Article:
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In career full of twists, Murphy unsure of next turn

Padres manager finds redemption in San Diego, but for how long?

SAN DIEGO -- It's been a long, hard road for Pat Murphy to get here, and it will be a long, tough slog for him to remain.

But as the Grateful Dead sang in the last line of the last song they performed before Jerry Garcia passed away, life has its anomalies: "Such a long long time to be gone and a short time to be there."

This may be Murphy's "Box of Rain," his one shot at the big brass ring. The 56-year-old career baseball man is not a quitter. Don't count him out. Murphy had an older brother who died of testicular cancer and another who survived prostate cancer. He's a single parent of a son who has traveled the bushes to the big leagues with him.

In 2009, Murphy was forced to resign from his signature head coaching job at Arizona State and the rest of his life since then has been about self-awareness and redemption. And finally, he replaced the much beloved Buddy Black as the Padres' manager on June 16. The team hasn't appreciably played any better since then. His future is hardly secure.

Murphy is well aware of the awkward circumstances of his hiring, and this is how he definitively feels about the man he replaced: "I love Buddy, too." He also added that he's not dwelling on that future.

"I'm looking at it as we just have a ballgame tonight. I'm being honest," Murphy said. "I don't even know what day it is. I'm just thinking about making the right decisions and putting us in a position to have the right outcome. I'm not thinking about my situation at all. I know it's there. I'm not denying it's there. I know I'll have a job somewhere next year. I think I will."

As far as a decision on Murphy's future? Unless something changes dramatically, he will undoubtedly be a candidate during a wide-ranging managerial search when the Padres' disappointing 2015 campaign comes to an end.

"It's not going to be done this season based on the fact that we we've lost seven in a row or won six. We'll wait until the offseason to address that," general manager A.J. Preller said last week. "I think he's getting used to managing in the big leagues, getting used to this group. It's going to be great to see in about six weeks whether the team can jump off and get to the consistent level we want to get to."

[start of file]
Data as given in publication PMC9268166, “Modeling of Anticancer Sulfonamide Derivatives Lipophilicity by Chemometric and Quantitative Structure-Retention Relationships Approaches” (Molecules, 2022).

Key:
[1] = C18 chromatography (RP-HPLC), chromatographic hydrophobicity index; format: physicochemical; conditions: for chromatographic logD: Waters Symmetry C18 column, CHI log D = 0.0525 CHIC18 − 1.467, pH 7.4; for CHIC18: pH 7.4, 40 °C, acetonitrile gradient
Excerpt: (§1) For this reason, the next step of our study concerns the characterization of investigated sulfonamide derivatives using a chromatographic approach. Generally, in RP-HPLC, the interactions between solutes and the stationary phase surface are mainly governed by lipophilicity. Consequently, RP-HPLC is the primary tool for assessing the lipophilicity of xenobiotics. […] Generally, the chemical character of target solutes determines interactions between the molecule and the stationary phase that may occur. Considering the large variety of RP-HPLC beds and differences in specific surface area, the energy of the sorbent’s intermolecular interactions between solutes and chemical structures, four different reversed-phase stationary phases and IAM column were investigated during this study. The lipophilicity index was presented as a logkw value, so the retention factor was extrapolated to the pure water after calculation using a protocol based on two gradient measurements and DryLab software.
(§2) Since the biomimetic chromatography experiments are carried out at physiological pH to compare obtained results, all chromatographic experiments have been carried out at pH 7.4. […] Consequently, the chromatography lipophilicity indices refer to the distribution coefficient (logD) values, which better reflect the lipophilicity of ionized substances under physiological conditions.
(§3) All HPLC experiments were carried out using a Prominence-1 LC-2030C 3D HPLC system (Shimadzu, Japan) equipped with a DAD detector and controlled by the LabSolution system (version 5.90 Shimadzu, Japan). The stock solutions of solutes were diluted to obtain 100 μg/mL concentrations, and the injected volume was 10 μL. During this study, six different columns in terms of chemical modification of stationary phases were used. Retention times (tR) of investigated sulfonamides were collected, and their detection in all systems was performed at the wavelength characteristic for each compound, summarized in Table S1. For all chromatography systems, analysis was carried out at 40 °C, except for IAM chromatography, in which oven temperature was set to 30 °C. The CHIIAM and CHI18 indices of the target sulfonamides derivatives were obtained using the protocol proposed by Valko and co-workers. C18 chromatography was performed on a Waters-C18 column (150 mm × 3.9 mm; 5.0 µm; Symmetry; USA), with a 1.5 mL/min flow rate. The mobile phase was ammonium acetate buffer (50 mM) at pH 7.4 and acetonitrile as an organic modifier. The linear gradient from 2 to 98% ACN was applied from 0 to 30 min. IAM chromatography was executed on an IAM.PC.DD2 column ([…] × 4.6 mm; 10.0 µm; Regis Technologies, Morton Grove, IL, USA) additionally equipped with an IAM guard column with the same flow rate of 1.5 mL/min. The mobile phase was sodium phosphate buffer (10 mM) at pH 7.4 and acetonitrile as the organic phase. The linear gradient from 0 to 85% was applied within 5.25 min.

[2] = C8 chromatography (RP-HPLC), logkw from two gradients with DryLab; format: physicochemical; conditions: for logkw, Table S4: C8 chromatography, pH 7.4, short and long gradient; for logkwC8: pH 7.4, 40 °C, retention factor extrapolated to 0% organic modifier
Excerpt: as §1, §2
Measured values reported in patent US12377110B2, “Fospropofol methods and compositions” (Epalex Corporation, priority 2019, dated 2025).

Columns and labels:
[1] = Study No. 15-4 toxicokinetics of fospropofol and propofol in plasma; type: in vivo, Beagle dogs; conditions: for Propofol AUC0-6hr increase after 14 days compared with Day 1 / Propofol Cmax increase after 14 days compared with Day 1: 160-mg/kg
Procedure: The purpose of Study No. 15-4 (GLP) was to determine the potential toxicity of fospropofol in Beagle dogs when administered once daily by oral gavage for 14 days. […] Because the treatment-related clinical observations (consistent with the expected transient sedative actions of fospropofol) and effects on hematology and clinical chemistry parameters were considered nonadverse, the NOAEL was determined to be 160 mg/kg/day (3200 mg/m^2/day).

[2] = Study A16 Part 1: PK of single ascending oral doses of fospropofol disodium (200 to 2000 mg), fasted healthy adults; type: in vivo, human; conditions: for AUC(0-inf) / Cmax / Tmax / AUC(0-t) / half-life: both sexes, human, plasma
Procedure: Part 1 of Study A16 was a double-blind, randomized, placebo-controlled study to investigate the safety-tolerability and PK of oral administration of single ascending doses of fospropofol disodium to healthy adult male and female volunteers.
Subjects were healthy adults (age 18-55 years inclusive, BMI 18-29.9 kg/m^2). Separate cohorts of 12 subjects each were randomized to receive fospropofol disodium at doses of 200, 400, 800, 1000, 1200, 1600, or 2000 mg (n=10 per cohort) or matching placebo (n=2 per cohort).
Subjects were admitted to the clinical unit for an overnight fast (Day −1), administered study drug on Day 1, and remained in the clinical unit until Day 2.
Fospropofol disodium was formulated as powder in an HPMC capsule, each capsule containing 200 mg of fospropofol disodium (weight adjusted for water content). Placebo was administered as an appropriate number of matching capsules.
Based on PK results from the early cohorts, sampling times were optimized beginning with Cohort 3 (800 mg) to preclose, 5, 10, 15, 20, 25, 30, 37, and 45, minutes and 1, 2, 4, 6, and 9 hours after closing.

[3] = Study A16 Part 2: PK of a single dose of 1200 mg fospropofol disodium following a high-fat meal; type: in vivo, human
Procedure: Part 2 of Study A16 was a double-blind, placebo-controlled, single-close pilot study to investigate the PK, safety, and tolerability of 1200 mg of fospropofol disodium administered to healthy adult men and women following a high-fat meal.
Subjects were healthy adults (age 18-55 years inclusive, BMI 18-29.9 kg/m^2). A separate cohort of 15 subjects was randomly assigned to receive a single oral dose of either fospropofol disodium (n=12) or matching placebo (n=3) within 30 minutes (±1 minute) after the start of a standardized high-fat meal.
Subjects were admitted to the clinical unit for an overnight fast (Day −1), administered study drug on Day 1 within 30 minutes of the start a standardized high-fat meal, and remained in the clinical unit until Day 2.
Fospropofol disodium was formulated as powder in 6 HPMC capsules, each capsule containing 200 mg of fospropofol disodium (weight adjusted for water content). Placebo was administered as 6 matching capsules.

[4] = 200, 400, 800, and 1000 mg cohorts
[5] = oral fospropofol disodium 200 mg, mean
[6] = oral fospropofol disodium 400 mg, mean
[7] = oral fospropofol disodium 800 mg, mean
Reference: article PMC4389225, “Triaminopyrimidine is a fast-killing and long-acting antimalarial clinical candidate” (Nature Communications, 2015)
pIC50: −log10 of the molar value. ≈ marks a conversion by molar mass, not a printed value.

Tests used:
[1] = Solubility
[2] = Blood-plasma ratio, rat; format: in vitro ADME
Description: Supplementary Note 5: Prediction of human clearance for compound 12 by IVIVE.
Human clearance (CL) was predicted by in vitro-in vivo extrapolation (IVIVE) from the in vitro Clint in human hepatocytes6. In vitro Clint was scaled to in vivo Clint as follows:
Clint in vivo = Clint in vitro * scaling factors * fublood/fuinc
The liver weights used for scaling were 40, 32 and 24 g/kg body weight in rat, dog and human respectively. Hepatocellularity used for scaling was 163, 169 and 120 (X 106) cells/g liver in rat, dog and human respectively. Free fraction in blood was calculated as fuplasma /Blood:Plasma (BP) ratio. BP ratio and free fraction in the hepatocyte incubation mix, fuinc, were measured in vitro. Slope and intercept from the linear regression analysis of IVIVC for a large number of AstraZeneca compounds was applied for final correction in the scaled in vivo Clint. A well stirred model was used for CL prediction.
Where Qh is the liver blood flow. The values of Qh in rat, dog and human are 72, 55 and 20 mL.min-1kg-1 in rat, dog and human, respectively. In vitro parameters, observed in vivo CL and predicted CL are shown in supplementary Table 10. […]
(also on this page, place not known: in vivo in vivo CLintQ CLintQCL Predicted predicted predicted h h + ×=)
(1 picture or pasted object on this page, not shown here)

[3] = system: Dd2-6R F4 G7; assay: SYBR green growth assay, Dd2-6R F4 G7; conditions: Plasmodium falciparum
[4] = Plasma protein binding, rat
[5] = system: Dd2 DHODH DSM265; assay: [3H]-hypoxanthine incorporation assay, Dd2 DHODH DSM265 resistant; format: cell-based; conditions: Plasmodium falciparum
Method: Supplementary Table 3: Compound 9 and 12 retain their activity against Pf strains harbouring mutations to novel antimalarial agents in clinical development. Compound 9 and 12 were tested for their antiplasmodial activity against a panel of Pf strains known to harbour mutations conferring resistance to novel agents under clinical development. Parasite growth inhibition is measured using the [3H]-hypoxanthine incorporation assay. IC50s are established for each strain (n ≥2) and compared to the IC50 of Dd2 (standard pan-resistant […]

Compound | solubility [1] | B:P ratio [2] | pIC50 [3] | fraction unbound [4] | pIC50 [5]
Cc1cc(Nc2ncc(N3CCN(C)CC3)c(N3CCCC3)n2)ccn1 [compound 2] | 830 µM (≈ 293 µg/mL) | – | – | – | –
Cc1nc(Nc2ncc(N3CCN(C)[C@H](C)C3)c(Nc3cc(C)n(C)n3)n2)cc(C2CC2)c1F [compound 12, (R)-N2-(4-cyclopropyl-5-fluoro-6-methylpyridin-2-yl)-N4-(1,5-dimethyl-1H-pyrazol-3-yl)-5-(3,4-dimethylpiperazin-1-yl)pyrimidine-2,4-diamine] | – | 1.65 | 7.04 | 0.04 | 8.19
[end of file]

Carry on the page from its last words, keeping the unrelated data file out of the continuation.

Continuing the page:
Murphy is an engaging character, no question about it, and his former and current players speak very highly of him: Dustin Pedroia and Andre Ethier, who played for him at Arizona State; Keyvius Sampson, a pitcher who was on his Triple-A team last year; and James Shields and Melvin Upton Jr. on his current squad.

"Murphy's done a great job, said Shields, who signed a four-year, $75 million deal, the richest for a free agent in Padres history, this past February. "It was a tough situation to come into especially because of the fact that Murphy and Buddy were such good friends. He's definitely a very intelligent manager. One of the reasons I came here was because of Buddy, but I'd be totally comfortable with him coming back."

"The little bit of time I spent with Buddy, it was great, but Murph has come in and done a great job," Upton said. "It's been really, really tough on him. Coming in in the middle of the season would be tough on anybody. But he's handled this well, man. He's behind us and we're behind him."